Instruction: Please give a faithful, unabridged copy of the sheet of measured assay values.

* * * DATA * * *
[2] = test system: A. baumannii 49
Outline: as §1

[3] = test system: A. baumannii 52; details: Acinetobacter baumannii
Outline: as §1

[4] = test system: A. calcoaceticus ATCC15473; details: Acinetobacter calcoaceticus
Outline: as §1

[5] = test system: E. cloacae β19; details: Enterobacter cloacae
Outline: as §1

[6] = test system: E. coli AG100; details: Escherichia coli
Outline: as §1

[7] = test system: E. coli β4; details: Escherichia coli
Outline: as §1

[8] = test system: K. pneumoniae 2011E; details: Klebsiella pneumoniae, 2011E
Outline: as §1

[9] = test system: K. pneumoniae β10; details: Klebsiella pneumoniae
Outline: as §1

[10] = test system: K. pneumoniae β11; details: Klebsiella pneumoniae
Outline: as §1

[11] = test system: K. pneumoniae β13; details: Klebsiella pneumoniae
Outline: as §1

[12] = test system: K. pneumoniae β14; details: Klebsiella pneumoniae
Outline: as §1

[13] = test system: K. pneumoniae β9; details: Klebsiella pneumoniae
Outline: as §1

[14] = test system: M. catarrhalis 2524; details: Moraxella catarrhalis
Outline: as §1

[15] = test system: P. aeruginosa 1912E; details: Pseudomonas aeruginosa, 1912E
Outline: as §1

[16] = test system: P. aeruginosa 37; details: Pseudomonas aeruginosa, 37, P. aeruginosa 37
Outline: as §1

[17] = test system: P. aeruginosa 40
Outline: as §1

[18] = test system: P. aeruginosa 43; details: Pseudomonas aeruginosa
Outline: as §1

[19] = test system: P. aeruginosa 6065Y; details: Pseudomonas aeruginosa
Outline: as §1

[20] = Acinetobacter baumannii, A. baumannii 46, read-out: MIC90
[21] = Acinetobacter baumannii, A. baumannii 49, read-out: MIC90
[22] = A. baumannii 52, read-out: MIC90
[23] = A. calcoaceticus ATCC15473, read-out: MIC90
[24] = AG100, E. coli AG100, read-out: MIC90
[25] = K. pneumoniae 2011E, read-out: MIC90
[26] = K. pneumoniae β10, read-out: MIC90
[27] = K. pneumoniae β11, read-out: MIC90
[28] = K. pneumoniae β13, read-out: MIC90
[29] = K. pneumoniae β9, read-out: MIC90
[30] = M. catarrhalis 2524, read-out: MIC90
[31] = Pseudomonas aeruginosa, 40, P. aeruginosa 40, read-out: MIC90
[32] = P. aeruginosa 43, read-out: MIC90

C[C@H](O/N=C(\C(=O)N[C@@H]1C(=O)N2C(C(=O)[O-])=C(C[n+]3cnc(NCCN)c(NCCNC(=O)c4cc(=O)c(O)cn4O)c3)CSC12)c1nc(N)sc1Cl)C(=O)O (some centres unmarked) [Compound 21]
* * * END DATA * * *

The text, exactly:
[2] = test system: A. baumannii 49
Outline: as §1

[3] = test system: A. baumannii 52; details: Acinetobacter baumannii
Outline: as §1

[4] = test system: A. calcoaceticus ATCC15473; details: Acinetobacter calcoaceticus
Outline: as §1

[5] = test system: E. cloacae β19; details: Enterobacter cloacae
Outline: as §1

[6] = test system: E. coli AG100; details: Escherichia coli
Outline: as §1

[7] = test system: E. coli β4; details: Escherichia coli
Outline: as §1

[8] = test system: K. pneumoniae 2011E; details: Klebsiella pneumoniae, 2011E
Outline: as §1

[9] = test system: K. pneumoniae β10; details: Klebsiella pneumoniae
Outline: as §1

[10] = test system: K. pneumoniae β11; details: Klebsiella pneumoniae
Outline: as §1

[11] = test system: K. pneumoniae β13; details: Klebsiella pneumoniae
Outline: as §1

[12] = test system: K. pneumoniae β14; details: Klebsiella pneumoniae
Outline: as §1

[13] = test system: K. pneumoniae β9; details: Klebsiella pneumoniae
Outline: as §1

[14] = test system: M. catarrhalis 2524; details: Moraxella catarrhalis
Outline: as §1

[15] = test system: P. aeruginosa 1912E; details: Pseudomonas aeruginosa, 1912E
Outline: as §1

[16] = test system: P. aeruginosa 37; details: Pseudomonas aeruginosa, 37, P. aeruginosa 37
Outline: as §1

[17] = test system: P. aeruginosa 40
Outline: as §1

[18] = test system: P. aeruginosa 43; details: Pseudomonas aeruginosa
Outline: as §1

[19] = test system: P. aeruginosa 6065Y; details: Pseudomonas aeruginosa
Outline: as §1

[20] = Acinetobacter baumannii, A. baumannii 46, read-out: MIC90
[21] = Acinetobacter baumannii, A. baumannii 49, read-out: MIC90
[22] = A. baumannii 52, read-out: MIC90
[23] = A. calcoaceticus ATCC15473, read-out: MIC90
[24] = AG100, E. coli AG100, read-out: MIC90
[25] = K. pneumoniae 2011E, read-out: MIC90
[26] = K. pneumoniae β10, read-out: MIC90
[27] = K. pneumoniae β11, read-out: MIC90
[28] = K. pneumoniae β13, read-out: MIC90
[29] = K. pneumoniae β9, read-out: MIC90
[30] = M. catarrhalis 2524, read-out: MIC90
[31] = Pseudomonas aeruginosa, 40, P. aeruginosa 40, read-out: MIC90
[32] = P. aeruginosa 43, read-out: MIC90

C[C@H](O/N=C(\C(=O)N[C@@H]1C(=O)N2C(C(=O)[O-])=C(C[n+]3cnc(NCCN)c(NCCNC(=O)c4cc(=O)c(O)cn4O)c3)CSC12)c1nc(N)sc1Cl)C(=O)O (some centres unmarked) [Compound 21]